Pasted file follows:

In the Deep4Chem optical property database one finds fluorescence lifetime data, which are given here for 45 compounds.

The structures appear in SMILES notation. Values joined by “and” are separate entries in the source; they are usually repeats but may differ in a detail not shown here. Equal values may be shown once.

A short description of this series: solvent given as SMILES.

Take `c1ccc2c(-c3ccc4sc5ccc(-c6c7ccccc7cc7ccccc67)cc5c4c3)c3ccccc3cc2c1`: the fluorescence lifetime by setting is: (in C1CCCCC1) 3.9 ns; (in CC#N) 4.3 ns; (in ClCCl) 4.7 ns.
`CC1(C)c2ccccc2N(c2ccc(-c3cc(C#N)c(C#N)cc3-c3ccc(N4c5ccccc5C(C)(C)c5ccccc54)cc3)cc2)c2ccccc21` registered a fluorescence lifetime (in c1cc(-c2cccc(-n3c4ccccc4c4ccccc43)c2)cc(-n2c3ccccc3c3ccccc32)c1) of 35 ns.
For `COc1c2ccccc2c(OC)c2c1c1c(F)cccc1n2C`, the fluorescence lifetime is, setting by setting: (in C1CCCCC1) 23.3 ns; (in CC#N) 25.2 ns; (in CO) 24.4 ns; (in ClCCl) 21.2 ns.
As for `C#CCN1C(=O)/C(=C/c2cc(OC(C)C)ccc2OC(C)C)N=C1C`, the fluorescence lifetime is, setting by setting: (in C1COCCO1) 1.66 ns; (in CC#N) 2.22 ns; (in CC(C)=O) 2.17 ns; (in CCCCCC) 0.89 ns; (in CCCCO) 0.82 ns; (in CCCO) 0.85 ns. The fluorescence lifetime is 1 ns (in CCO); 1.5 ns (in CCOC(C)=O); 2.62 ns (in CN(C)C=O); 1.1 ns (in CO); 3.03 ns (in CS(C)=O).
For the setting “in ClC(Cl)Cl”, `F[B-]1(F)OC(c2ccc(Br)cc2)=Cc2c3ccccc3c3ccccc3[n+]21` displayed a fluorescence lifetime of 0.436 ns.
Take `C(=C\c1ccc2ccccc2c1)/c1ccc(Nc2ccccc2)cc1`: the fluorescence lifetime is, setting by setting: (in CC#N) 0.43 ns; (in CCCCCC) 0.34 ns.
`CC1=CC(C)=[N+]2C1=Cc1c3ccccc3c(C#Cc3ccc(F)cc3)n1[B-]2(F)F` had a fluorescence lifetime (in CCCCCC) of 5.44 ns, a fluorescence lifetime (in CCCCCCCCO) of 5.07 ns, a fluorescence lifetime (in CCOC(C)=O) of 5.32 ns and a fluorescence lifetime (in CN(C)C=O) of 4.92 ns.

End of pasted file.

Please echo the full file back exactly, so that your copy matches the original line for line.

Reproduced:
In the Deep4Chem optical property database one finds fluorescence lifetime data, which are given here for 45 compounds.

The structures appear in SMILES notation. Values joined by “and” are separate entries in the source; they are usually repeats but may differ in a detail not shown here. Equal values may be shown once.

A short description of this series: solvent given as SMILES.

Take `c1ccc2c(-c3ccc4sc5ccc(-c6c7ccccc7cc7ccccc67)cc5c4c3)c3ccccc3cc2c1`: the fluorescence lifetime by setting is: (in C1CCCCC1) 3.9 ns; (in CC#N) 4.3 ns; (in ClCCl) 4.7 ns.
`CC1(C)c2ccccc2N(c2ccc(-c3cc(C#N)c(C#N)cc3-c3ccc(N4c5ccccc5C(C)(C)c5ccccc54)cc3)cc2)c2ccccc21` registered a fluorescence lifetime (in c1cc(-c2cccc(-n3c4ccccc4c4ccccc43)c2)cc(-n2c3ccccc3c3ccccc32)c1) of 35 ns.
For `COc1c2ccccc2c(OC)c2c1c1c(F)cccc1n2C`, the fluorescence lifetime is, setting by setting: (in C1CCCCC1) 23.3 ns; (in CC#N) 25.2 ns; (in CO) 24.4 ns; (in ClCCl) 21.2 ns.
As for `C#CCN1C(=O)/C(=C/c2cc(OC(C)C)ccc2OC(C)C)N=C1C`, the fluorescence lifetime is, setting by setting: (in C1COCCO1) 1.66 ns; (in CC#N) 2.22 ns; (in CC(C)=O) 2.17 ns; (in CCCCCC) 0.89 ns; (in CCCCO) 0.82 ns; (in CCCO) 0.85 ns. The fluorescence lifetime is 1 ns (in CCO); 1.5 ns (in CCOC(C)=O); 2.62 ns (in CN(C)C=O); 1.1 ns (in CO); 3.03 ns (in CS(C)=O).
For the setting “in ClC(Cl)Cl”, `F[B-]1(F)OC(c2ccc(Br)cc2)=Cc2c3ccccc3c3ccccc3[n+]21` displayed a fluorescence lifetime of 0.436 ns.
Take `C(=C\c1ccc2ccccc2c1)/c1ccc(Nc2ccccc2)cc1`: the fluorescence lifetime is, setting by setting: (in CC#N) 0.43 ns; (in CCCCCC) 0.34 ns.
`CC1=CC(C)=[N+]2C1=Cc1c3ccccc3c(C#Cc3ccc(F)cc3)n1[B-]2(F)F` had a fluorescence lifetime (in CCCCCC) of 5.44 ns, a fluorescence lifetime (in CCCCCCCCO) of 5.07 ns, a fluorescence lifetime (in CCOC(C)=O) of 5.32 ns and a fluorescence lifetime (in CN(C)C=O) of 4.92 ns.